This article appeared online at TheNewAmerican.com on Monday, May 20, 2019: 

The millennial generation, also known as Generation Y (GenY), the “Me Me Me Generation” (Time magazine), and the “soccer trophy generation,” is suffering financially, and as a result many are listening to the siren song of socialism to solve their problems.

This is the generational cohort born between 1981 and 1996 (Pew Research’s definition) with more people in it (75 million) than the Baby Boomer generation. They also have less accumulated wealth, own less real property, are marrying later, and having fewer children than any other generational cohort (Silent Generation, Baby Boomers, GenXers, or Generation Z). As a result they are more frustrated and unhappy about their future economic prospects.

All of which have long-term political and economic implications stretching out decades into the future.

Millennials are helping drive down the number of births to their lowest levels in 32 years. Translation: fewer future workers to help support Social Security and the myriad other government welfare programs. Their average net worth of $92,000 is 40 percent lower than that of GenX (ages 39-54) and 20 percent lower than Baby Boomers (ages 55-73).

One-third of millennials own homes compared to half of GenXers and Baby Boomers at similar ages. Forty percent of them are carrying massive student debt ($48,000 on average) and significant credit card debt ($10,000+). Nearly two-thirds of them are living paycheck to paycheck, and many aren’t covered by health insurance (premiums are too high) and are deciding instead to “go naked” and take their chances about incurring medical costs.

Millennial Money, an internet blog written by millennials for millennials, reports that they have major financial concerns. In descending order they are: paying off their student loans; paying their day-to-day living expenses; buying a home; saving for retirement; paying for healthcare; saving for college for their own children; and caring financially for their aging parents.

A new study from Experian, the consumer reporting company, reflects that generation’s duress: Millennials have the lowest average FICO credit score of all generations, including Generation Z (ages 7-22).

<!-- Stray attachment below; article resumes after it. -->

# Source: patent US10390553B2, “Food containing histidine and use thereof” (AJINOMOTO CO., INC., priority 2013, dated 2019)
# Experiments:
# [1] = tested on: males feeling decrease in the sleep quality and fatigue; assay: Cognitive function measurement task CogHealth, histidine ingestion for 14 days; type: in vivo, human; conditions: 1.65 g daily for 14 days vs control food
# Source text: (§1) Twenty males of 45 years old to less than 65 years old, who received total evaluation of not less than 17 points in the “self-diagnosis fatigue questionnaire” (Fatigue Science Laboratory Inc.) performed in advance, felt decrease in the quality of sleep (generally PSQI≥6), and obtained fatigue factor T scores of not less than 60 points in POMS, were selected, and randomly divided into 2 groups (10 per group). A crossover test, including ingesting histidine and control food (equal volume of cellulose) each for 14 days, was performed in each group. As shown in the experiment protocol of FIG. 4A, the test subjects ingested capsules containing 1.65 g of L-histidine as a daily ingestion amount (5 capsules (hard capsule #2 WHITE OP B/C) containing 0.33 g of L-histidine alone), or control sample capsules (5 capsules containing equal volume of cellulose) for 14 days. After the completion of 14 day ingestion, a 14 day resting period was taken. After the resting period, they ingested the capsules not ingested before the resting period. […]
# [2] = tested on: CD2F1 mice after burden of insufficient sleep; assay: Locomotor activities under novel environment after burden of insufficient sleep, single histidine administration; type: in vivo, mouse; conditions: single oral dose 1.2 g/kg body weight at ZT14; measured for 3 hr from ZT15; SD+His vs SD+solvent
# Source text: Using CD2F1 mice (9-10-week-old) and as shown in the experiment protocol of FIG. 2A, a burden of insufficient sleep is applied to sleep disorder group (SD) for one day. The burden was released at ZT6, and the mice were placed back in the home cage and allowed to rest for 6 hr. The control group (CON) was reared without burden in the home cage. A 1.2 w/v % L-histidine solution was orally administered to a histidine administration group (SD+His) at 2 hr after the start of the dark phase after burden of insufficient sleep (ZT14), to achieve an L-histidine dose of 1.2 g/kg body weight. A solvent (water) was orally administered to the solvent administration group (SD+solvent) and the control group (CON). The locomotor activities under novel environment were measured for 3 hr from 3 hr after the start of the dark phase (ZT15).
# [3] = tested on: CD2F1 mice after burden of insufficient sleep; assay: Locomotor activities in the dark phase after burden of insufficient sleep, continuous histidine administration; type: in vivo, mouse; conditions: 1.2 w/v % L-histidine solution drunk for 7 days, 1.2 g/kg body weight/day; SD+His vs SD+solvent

Part of their financial duress comes from an accident of history: Many grew up under and following the effects of the Great Recession (2007-2008). Part is their increasing detachment from permanent and eternal values as they are measurably less religiously “observant” than their predecessors.

Their wages have largely stagnated and their wealth has improved only slightly despite the comeback in stock prices since the end of the financial crisis. That’s because so few of them have the means to purchase stocks and those who do have witnessed the impact of the stock market decline on their parents following the real estate crisis and are keeping their savings in cash.

This has led many in the cohort to plan on winning the lottery or on family inheritances to bail them out.

Millennials feel, as James Chen (director of trading and investing content at Investopedia) notes, “they will not be able to achieve [their] life goals, such as finding their dream job, buying a house or retiring until much later in their lives than previous generations did.” As a result, added Chen, “Gen Y tends to be progressive in their political views and voting habits.” This was confirmed by a Gallup poll conducted last summer that discovered that millennials favored socialism over capitalism, “a 12-point decline in young adults’ positive views of capitalism in just the past two years and a marked shift since 2010 when 68 percent viewed it favorably.”

The Wall Street Journal put the matter well: “Tough times for millennials struggling to reach a more comfortable middle-class life have triggered support for populist candidates and promises of universal health care and free college education.”

The siren song of socialism is increasingly attractive to many millennials overwhelmed by their financial circumstances and who are willing to seek an easy way out by shifting their burdens onto someone else.

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